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Management of severe adult respiratory failure: evidence-based?
Critical Care volume 10, Article number: P60 (2006)
The management of severe respiratory failure (SRF) remains a challenging problem. With the availability of many options with variable results, the management of patients with SRF is likely to vary between different ICUs and these practices may not necessarily be evidence-based. In this study we aimed to define the respiratory and the general management of the patients with SRF, and to identify the treatment practices that are evidence-based in the surveyed ICUs in the UK.
This study is a questionnaire survey of the ICUs that were participating or were willing to participate in CESAR http://www.cesar-trial.org, an ongoing randomised controlled trial (RCT) comparing ECMO with conventional intensive care for SRF. Although participating ICUs are free to use any modality of treatment at their discretion, the CESAR trial recommends a low tidal volume ventilation strategy according to the ARDS Network group. The collaborators of all 87 participating ICUs (out of a total of 262 ICUs in the United Kingdom) were requested to complete a postal questionnaire between February 2002 and May 2004. The response rate was 100%. A literature search for RCTs and meta-analyses of RCTs was performed to identify practices studied in this survey that were proved to improve survival in patients with SRF.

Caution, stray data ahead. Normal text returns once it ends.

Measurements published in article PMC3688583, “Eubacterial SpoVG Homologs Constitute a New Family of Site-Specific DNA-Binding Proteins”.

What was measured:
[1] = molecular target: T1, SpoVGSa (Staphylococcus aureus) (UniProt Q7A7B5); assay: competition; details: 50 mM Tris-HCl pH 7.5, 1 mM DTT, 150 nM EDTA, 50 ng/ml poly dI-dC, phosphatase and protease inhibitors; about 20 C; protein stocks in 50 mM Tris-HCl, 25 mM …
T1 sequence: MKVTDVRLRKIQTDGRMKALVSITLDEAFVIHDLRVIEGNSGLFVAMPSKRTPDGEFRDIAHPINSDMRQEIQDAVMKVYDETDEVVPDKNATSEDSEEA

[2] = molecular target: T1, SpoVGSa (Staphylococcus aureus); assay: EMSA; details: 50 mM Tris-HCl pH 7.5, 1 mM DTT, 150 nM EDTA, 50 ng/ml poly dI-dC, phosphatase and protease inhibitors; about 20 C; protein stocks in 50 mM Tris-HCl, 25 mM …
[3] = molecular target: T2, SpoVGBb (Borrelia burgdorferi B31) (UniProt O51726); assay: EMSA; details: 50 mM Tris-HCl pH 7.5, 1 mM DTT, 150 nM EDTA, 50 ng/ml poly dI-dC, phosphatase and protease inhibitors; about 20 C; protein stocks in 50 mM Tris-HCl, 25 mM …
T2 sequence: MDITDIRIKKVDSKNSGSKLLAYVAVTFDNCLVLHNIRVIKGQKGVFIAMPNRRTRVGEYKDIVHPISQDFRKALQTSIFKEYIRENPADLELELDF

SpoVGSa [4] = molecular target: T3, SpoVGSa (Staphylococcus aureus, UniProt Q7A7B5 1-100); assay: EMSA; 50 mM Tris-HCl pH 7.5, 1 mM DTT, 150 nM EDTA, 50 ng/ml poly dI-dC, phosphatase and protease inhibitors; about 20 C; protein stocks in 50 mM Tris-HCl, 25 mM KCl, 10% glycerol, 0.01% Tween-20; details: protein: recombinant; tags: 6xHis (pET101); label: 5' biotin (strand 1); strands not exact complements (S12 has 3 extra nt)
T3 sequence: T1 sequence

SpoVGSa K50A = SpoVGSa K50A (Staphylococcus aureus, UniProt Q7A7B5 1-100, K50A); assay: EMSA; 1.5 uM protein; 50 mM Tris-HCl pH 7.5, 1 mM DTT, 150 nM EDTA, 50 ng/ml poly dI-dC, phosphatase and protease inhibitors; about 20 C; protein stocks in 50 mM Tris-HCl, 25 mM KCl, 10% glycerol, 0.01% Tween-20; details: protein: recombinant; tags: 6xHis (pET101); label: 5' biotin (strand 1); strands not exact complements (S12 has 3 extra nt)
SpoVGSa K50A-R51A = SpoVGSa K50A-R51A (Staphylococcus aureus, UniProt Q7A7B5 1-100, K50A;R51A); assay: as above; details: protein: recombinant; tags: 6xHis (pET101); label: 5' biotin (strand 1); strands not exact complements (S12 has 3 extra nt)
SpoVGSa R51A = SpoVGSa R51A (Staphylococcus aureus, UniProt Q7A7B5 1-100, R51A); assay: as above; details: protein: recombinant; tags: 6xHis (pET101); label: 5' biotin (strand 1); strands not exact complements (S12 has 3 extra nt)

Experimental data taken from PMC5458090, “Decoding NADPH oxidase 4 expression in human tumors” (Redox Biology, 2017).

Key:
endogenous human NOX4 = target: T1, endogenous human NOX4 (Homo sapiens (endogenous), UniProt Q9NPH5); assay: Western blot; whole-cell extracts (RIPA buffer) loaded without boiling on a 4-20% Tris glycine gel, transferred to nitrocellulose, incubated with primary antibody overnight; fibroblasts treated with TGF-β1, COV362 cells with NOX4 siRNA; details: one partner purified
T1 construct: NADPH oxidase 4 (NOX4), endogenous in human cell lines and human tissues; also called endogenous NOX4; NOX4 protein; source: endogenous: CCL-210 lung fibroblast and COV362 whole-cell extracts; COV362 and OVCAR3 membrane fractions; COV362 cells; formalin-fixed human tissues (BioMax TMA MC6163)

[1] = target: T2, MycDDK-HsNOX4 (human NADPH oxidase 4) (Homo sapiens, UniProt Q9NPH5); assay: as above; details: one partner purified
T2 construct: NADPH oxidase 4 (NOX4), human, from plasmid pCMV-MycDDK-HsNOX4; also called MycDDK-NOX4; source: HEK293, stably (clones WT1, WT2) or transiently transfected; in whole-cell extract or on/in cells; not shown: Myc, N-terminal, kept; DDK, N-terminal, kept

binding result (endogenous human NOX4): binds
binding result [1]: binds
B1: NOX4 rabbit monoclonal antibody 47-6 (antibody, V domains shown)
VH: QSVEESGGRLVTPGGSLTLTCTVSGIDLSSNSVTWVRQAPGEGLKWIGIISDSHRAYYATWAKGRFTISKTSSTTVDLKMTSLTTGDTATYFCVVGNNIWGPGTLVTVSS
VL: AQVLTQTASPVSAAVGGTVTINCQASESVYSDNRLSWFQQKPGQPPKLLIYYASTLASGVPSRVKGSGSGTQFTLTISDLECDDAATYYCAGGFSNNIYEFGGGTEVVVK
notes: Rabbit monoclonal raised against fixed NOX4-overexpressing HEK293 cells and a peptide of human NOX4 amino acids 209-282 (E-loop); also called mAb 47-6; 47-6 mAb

The practices in the surveyed ICUs are shown below, with the percentages of the ICUs in parentheses. Practices that were proven to improve survival by at least one RCT are highlighted with an asterisk.
Preferred mode of ventilation: pressure controlled (82%), PRVC (6%), volume controlled (7%), HFOV (5%).
PEEP strategy: above lower inflection point (28%), best PEEP against SPO2 (61%), other (e.g. empirical high PEEP 10–15, Best PEEP against SPO2 and tidal volumes) (11%).
Peak plateau pressure limitation: <30* (48%), >30 (37%).
Practice of ARDS network group approach* (ventilation with low tidal volumes) (69%).
Use of nitric oxide (10%); prone ventilation (91%).
Timing of tracheotomy: within 48 hours (16)*, within 7 days (51%); percutaneous* (95%), surgical (3%).
Routine cardiac output monitoring (63%): PA catheter (38%), oesophageal monitor (44%), other (18%); resuscitation fluid: colloids (82%).
Target Hb: 7–9 gm*% (69%), 9–10 (14%) >10 gm% (17%).
Although there are variations of practices in the management of adult patients with SRF, most of the ICUs evaluated in this survey are following evidence-based practices. This should improve the survival of patients managed conventionally in the CESAR trial compared with historical results.
CESAR is sponsored by the NHS HTA programme. The opinions expressed are those of the author and not necessarily those of the UK Government's DoH.
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Tiruvoipati, R., Peek, G. Management of severe adult respiratory failure: evidence-based?. Crit Care 10, P60 (2006). https://doi.org/10.1186/cc4407
- Nitric Oxide
- Plateau Pressure
- High Peep
- Severe Respiratory Failure
- Cardiac Output Monitoring